The example according to the Example 6 was followed but the starting monomer mixture was diluted with 30 cc. of chloroform was charged into the flask during 70 minutes. The chloroform was continually distilled out of the polymerization mixture, and condensed in a downward gravity condenser. The precipitation polymerization lasted about 21/4 hours. 9.45 grs. of a completely soluble polymer product were obtained, and in addition to it even 24 cc. chloroform were regenerated.
Instead of silicon oil, dioctylphthalate, for example, was successfully used in a similar manner. The copolymer, however, is rather swallen by this diluting agent, but it can be washed out with a small amount of benzene.
The Example 7 was followed, but the monomer mixture had the following composition: seven parts by weight of glycerol monomethacrylate (with a purity: 87 wt.-% of the monoester, 6.3 wt.-% of the diester, 1.6 wt.-% of triester, and 5.1 wt.-% of free glycerol), three parts by weight of maleic anhydride, and 0.1 part by weight of tert.butyl peroctoate. The polymerization was carried out at the temperature of 80 resulting polymer product was completely soluble in the corresponding solvents.
The Example 7 was again followed but the monomer mixture had the following composition: five parts by weight of ethylene glycol monomethacrylate (with 0.38 wt.-% of the diester), two parts by weight of acrylic acid, three parts by weight of ethoxyethyl methacrylate, and 0.1 part by weight of dibenzoyl peroxide. The polymerization was carried out at the temperature of 80 agent in the amount of 30 cc. The polymer product obtained was again completely soluble, in lower alcohols.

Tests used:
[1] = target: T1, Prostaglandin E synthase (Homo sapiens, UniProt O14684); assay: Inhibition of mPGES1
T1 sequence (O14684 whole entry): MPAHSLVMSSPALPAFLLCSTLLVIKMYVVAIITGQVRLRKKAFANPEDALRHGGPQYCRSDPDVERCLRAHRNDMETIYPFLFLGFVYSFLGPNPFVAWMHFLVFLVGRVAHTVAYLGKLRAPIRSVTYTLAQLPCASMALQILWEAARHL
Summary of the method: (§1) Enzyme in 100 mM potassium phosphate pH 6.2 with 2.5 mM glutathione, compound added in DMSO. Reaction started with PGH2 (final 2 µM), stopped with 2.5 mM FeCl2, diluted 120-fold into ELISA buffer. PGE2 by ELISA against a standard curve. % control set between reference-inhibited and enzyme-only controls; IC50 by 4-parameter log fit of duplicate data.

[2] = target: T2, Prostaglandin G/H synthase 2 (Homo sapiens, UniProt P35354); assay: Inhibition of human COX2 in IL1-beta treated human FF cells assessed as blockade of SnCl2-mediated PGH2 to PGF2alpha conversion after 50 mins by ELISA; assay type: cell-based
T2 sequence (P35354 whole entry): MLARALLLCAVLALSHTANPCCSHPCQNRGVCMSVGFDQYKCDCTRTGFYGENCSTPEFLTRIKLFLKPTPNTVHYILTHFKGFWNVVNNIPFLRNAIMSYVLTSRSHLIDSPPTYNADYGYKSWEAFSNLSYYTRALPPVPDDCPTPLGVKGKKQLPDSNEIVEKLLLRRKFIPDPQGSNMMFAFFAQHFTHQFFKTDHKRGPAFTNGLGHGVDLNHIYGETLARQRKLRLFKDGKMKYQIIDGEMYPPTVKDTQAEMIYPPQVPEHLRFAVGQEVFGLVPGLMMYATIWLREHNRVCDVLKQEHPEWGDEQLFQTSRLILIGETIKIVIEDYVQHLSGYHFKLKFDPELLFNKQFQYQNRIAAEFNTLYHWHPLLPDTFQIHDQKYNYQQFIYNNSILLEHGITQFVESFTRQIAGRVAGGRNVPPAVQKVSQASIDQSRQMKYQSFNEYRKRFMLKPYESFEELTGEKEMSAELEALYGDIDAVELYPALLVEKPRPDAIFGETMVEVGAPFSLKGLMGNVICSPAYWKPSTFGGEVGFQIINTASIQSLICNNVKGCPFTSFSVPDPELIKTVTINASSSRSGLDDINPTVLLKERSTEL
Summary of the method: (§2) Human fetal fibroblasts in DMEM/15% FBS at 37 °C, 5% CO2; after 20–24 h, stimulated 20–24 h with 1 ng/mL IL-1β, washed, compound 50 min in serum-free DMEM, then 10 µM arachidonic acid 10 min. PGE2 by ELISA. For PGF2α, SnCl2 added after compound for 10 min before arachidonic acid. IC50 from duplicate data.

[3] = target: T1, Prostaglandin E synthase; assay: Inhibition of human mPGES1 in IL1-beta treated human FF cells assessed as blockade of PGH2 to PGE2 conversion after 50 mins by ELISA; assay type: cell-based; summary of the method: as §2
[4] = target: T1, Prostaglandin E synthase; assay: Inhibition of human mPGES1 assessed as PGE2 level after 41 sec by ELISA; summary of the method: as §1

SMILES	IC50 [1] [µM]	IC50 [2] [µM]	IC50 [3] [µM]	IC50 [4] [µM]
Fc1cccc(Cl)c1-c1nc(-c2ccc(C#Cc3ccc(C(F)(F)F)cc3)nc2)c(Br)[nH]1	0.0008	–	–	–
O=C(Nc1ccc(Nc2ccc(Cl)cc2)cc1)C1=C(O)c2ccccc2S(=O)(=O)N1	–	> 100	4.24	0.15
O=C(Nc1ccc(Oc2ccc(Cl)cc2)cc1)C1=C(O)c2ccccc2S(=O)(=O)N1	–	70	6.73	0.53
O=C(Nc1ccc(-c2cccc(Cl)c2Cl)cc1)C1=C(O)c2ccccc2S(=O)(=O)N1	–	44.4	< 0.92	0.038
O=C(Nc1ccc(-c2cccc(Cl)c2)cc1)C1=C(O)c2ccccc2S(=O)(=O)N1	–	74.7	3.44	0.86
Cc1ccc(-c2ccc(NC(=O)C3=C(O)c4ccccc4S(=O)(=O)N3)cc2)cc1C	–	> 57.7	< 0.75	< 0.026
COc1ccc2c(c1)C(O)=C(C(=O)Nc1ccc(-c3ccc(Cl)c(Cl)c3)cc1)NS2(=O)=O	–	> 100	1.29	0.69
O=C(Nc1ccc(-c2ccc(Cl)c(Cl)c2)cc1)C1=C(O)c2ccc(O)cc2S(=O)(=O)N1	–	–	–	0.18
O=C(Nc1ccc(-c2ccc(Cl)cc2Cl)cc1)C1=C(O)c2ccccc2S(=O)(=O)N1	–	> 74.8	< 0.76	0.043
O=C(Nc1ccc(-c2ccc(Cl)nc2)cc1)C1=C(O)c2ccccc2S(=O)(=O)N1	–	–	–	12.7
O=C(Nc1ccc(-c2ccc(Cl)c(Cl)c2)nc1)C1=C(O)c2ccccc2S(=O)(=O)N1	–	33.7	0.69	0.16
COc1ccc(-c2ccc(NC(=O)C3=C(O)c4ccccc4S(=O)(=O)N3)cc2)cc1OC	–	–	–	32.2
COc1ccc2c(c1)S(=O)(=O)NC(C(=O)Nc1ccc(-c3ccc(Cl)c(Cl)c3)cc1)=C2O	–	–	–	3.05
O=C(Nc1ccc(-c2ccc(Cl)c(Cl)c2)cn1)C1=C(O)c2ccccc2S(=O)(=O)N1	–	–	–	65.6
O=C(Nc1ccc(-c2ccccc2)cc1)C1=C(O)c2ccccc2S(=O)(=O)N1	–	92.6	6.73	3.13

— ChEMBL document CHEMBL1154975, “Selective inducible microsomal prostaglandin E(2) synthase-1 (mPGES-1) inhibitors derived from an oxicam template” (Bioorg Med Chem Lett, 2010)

The examples introduced above serve merely for an illustration of the applicability of the invention, and their number, of course should not limit the breadth of it. Unless it is stated in a different way, all parts, and percentages are by weight.
In the accompanying drawings:
FIG. 1 is a graph showing the percent conversion from monomeric mixture to discrete particulate polymer relative to time under the precipitation polymerization conditions of the present invention;
FIG. 2 is a graph showing the effect of the concentration (C) of cross-linking agent with a constant dilution of the polymerization mixture on the portion of the soluble polymer (SP) obtained in the present invention, employing two different diluting agents;
FIG. 3 is a graph showing the result of polymerization in percent swelling of swellable polymer with the use of certain monomers in varying proportions (M) with the total percent by weight of the mixture.
The present invention relates to a method of preparing soluble glycol methacrylate or glycol acrylate polymers and coplymers.
This application is a companion to our copending application Ser. No. 297,390 filed on even date hereof, also based on Czech. Application No. 7234/71, wherein there has been disclosed a method of forming polymer products and copolymer products of a type similar to that of the present invention but containing both soluble and non-soluble portions. Reference to the copending application is made as if more fully set forth for such definitions of terms, materials, monomers, cross-linking agents, diluents, solvents, etc. as may be required.
Polymers of the above type are usually prepared by free-radical solution polymerization in which a solvent for both the starting components and the resulting polymer product is used. (See U.S. Pat. No. 3,578,946). N,N-dimethyl formamide, dimethyl sulfoxide, pyridine, lower glycols, lower glycol monoethers, lower aliphatic alcohols and acids, etc., are examples of the suitable solvents. In the case of glycol monomethacrylate or glycol monacryate copolymers having other monoolefinic monomers, such as methyl methacrylate, styrene, vinyl acetate, acrylonitrile, the solvents may differ although they always are a solvent which unlimitedly dissolves the resulting polymer product.